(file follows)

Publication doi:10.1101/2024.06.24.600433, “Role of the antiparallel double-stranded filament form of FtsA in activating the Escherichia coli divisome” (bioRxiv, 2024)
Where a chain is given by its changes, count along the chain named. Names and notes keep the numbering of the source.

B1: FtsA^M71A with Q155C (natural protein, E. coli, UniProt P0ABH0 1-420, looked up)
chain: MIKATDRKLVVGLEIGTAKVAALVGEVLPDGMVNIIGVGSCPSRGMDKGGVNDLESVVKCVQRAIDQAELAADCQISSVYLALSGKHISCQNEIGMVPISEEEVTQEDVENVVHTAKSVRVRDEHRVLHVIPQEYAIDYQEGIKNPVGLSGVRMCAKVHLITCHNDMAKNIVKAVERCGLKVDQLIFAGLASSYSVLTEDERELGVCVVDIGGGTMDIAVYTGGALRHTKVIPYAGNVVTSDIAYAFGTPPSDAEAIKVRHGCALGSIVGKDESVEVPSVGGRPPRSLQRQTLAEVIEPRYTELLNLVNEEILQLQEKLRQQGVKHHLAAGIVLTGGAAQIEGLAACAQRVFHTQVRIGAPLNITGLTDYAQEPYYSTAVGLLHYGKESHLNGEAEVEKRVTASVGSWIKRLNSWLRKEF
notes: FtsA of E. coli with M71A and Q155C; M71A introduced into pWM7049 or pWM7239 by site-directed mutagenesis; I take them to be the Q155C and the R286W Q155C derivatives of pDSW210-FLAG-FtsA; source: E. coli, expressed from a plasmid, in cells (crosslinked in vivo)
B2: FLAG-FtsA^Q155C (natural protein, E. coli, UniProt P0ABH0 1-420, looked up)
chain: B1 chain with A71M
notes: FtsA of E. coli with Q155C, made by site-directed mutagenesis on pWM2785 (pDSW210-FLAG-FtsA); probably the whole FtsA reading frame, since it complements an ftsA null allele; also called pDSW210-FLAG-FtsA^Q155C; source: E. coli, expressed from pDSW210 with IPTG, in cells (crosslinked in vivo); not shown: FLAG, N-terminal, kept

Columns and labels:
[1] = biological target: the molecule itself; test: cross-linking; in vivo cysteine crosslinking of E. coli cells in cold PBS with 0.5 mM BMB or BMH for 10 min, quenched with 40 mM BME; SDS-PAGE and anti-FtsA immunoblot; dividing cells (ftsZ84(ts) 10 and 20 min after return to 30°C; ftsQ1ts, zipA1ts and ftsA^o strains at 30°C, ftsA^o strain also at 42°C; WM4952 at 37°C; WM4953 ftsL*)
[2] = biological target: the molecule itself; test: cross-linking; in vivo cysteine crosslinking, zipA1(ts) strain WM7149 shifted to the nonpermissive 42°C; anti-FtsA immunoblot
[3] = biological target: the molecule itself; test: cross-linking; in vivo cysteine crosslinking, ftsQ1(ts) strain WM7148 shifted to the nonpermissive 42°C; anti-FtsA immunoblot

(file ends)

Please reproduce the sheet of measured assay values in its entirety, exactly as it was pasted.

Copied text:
Publication doi:10.1101/2024.06.24.600433, “Role of the antiparallel double-stranded filament form of FtsA in activating the Escherichia coli divisome” (bioRxiv, 2024)
Where a chain is given by its changes, count along the chain named. Names and notes keep the numbering of the source.

B1: FtsA^M71A with Q155C (natural protein, E. coli, UniProt P0ABH0 1-420, looked up)
chain: MIKATDRKLVVGLEIGTAKVAALVGEVLPDGMVNIIGVGSCPSRGMDKGGVNDLESVVKCVQRAIDQAELAADCQISSVYLALSGKHISCQNEIGMVPISEEEVTQEDVENVVHTAKSVRVRDEHRVLHVIPQEYAIDYQEGIKNPVGLSGVRMCAKVHLITCHNDMAKNIVKAVERCGLKVDQLIFAGLASSYSVLTEDERELGVCVVDIGGGTMDIAVYTGGALRHTKVIPYAGNVVTSDIAYAFGTPPSDAEAIKVRHGCALGSIVGKDESVEVPSVGGRPPRSLQRQTLAEVIEPRYTELLNLVNEEILQLQEKLRQQGVKHHLAAGIVLTGGAAQIEGLAACAQRVFHTQVRIGAPLNITGLTDYAQEPYYSTAVGLLHYGKESHLNGEAEVEKRVTASVGSWIKRLNSWLRKEF
notes: FtsA of E. coli with M71A and Q155C; M71A introduced into pWM7049 or pWM7239 by site-directed mutagenesis; I take them to be the Q155C and the R286W Q155C derivatives of pDSW210-FLAG-FtsA; source: E. coli, expressed from a plasmid, in cells (crosslinked in vivo)
B2: FLAG-FtsA^Q155C (natural protein, E. coli, UniProt P0ABH0 1-420, looked up)
chain: B1 chain with A71M
notes: FtsA of E. coli with Q155C, made by site-directed mutagenesis on pWM2785 (pDSW210-FLAG-FtsA); probably the whole FtsA reading frame, since it complements an ftsA null allele; also called pDSW210-FLAG-FtsA^Q155C; source: E. coli, expressed from pDSW210 with IPTG, in cells (crosslinked in vivo); not shown: FLAG, N-terminal, kept

Columns and labels:
[1] = biological target: the molecule itself; test: cross-linking; in vivo cysteine crosslinking of E. coli cells in cold PBS with 0.5 mM BMB or BMH for 10 min, quenched with 40 mM BME; SDS-PAGE and anti-FtsA immunoblot; dividing cells (ftsZ84(ts) 10 and 20 min after return to 30°C; ftsQ1ts, zipA1ts and ftsA^o strains at 30°C, ftsA^o strain also at 42°C; WM4952 at 37°C; WM4953 ftsL*)
[2] = biological target: the molecule itself; test: cross-linking; in vivo cysteine crosslinking, zipA1(ts) strain WM7149 shifted to the nonpermissive 42°C; anti-FtsA immunoblot
[3] = biological target: the molecule itself; test: cross-linking; in vivo cysteine crosslinking, ftsQ1(ts) strain WM7148 shifted to the nonpermissive 42°C; anti-FtsA immunoblot